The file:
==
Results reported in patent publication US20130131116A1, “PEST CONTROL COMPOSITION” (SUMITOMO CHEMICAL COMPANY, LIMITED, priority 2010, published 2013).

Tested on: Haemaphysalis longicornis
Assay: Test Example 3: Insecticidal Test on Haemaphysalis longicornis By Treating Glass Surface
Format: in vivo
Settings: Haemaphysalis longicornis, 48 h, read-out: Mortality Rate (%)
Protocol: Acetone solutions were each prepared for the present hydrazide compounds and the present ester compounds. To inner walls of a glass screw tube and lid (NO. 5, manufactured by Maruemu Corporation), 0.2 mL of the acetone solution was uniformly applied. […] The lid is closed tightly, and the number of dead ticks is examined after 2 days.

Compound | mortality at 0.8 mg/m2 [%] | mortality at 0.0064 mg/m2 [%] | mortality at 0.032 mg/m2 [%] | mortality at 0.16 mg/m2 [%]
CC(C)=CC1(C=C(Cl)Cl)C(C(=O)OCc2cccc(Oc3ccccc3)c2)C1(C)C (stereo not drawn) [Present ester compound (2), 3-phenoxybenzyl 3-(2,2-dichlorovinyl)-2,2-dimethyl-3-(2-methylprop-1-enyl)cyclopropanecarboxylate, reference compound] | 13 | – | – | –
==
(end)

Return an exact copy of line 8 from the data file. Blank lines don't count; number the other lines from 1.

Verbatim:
CC(C)=CC1(C=C(Cl)Cl)C(C(=O)OCc2cccc(Oc3ccccc3)c2)C1(C)C (stereo not drawn) [Present ester compound (2), 3-phenoxybenzyl 3-(2,2-dichlorovinyl)-2,2-dimethyl-3-(2-methylprop-1-enyl)cyclopropanecarboxylate, reference compound] | 13 | – | – | –